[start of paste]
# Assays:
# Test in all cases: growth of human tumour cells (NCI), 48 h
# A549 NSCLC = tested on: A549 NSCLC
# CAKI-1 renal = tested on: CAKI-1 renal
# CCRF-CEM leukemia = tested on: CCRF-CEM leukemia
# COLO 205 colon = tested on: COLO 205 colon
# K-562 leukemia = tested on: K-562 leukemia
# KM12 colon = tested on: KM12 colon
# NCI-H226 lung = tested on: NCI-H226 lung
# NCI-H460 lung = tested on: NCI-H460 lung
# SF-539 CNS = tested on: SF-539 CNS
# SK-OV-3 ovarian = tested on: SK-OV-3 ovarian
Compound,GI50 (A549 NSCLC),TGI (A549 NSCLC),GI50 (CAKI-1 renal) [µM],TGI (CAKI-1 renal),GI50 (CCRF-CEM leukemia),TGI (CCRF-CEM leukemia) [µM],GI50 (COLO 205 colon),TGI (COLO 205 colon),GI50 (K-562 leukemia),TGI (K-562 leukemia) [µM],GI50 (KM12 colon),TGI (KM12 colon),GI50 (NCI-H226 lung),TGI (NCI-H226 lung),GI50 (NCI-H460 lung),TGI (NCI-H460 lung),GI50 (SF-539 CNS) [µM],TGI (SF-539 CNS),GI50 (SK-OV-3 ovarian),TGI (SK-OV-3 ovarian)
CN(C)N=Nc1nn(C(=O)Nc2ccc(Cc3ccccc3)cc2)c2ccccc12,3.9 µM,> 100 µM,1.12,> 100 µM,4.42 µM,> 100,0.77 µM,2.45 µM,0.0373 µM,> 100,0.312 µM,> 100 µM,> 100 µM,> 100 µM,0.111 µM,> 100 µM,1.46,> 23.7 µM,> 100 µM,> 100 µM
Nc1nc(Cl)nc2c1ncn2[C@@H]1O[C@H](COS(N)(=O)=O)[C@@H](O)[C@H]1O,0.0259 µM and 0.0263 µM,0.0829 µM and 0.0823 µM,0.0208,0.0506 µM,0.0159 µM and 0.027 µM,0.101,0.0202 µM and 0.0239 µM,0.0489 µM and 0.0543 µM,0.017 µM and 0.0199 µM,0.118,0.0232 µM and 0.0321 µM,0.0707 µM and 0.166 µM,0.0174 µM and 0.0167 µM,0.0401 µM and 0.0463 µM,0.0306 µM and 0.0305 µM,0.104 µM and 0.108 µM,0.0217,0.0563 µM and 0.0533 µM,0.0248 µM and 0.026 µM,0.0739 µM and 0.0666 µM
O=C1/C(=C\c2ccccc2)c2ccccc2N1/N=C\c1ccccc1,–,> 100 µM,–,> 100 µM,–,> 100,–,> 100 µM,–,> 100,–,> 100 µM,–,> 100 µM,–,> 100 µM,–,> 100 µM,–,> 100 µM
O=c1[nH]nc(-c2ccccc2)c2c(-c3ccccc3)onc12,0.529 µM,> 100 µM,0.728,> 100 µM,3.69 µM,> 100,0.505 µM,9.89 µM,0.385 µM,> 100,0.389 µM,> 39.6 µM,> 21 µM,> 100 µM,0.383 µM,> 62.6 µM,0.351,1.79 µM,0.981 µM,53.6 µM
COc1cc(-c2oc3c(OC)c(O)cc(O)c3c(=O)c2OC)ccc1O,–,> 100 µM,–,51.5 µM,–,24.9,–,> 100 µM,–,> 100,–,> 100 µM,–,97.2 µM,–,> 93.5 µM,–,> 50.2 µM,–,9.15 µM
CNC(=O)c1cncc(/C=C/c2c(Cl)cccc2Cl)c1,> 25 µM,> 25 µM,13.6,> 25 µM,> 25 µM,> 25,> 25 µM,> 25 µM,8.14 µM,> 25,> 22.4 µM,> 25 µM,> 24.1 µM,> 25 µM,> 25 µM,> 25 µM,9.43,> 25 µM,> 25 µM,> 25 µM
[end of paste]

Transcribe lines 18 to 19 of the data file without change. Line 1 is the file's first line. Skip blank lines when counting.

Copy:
COc1cc(-c2oc3c(OC)c(O)cc(O)c3c(=O)c2OC)ccc1O,–,> 100 µM,–,51.5 µM,–,24.9,–,> 100 µM,–,> 100,–,> 100 µM,–,97.2 µM,–,> 93.5 µM,–,> 50.2 µM,–,9.15 µM
CNC(=O)c1cncc(/C=C/c2c(Cl)cccc2Cl)c1,> 25 µM,> 25 µM,13.6,> 25 µM,> 25 µM,> 25,> 25 µM,> 25 µM,8.14 µM,> 25,> 22.4 µM,> 25 µM,> 24.1 µM,> 25 µM,> 25 µM,> 25 µM,9.43,> 25 µM,> 25 µM,> 25 µM